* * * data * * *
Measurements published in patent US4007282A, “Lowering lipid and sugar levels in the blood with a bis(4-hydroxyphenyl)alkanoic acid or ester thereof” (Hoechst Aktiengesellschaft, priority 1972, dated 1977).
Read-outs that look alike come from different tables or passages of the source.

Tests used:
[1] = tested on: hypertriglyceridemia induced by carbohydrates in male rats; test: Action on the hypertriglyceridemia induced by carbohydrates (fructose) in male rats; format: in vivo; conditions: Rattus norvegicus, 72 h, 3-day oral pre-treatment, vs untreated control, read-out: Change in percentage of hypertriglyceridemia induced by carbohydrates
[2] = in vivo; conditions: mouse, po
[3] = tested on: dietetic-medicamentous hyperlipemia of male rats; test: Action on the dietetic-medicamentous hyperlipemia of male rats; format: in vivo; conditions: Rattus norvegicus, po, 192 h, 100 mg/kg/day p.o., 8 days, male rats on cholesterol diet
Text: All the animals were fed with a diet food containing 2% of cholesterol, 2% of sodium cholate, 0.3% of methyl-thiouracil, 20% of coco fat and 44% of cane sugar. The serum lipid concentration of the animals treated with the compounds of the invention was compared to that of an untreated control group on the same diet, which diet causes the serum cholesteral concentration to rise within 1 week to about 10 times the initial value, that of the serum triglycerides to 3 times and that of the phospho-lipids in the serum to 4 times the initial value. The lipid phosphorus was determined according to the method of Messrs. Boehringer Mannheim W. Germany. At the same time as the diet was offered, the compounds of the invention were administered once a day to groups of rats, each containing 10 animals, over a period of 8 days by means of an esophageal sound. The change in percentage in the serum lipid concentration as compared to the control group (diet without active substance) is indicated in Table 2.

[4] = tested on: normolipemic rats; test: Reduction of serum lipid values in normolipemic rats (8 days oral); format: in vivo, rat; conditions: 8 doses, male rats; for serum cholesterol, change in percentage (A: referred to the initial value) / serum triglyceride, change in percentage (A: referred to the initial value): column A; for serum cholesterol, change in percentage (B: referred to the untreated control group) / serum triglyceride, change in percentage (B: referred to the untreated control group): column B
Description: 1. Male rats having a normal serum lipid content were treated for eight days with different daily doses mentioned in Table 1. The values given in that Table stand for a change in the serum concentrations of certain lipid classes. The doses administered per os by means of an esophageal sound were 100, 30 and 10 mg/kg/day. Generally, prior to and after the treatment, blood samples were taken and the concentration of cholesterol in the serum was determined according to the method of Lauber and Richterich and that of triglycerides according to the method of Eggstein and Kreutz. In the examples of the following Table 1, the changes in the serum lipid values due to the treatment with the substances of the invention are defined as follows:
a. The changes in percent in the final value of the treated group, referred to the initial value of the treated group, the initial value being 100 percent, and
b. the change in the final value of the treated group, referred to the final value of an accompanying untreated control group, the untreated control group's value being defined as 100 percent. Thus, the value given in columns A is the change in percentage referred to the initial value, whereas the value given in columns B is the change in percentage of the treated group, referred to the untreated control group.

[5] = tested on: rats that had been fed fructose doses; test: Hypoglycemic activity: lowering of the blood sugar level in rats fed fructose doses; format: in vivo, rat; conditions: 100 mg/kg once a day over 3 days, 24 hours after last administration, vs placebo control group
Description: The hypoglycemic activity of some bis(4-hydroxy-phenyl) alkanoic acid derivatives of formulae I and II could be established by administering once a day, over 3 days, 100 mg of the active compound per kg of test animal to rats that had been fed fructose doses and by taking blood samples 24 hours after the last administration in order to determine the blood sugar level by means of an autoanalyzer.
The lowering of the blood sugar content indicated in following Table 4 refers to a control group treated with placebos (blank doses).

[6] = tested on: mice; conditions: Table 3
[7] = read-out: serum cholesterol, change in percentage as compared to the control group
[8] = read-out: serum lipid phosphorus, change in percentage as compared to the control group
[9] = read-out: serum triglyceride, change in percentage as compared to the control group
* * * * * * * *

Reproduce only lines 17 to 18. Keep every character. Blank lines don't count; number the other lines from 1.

[8] = read-out: serum lipid phosphorus, change in percentage as compared to the control group
[9] = read-out: serum triglyceride, change in percentage as compared to the control group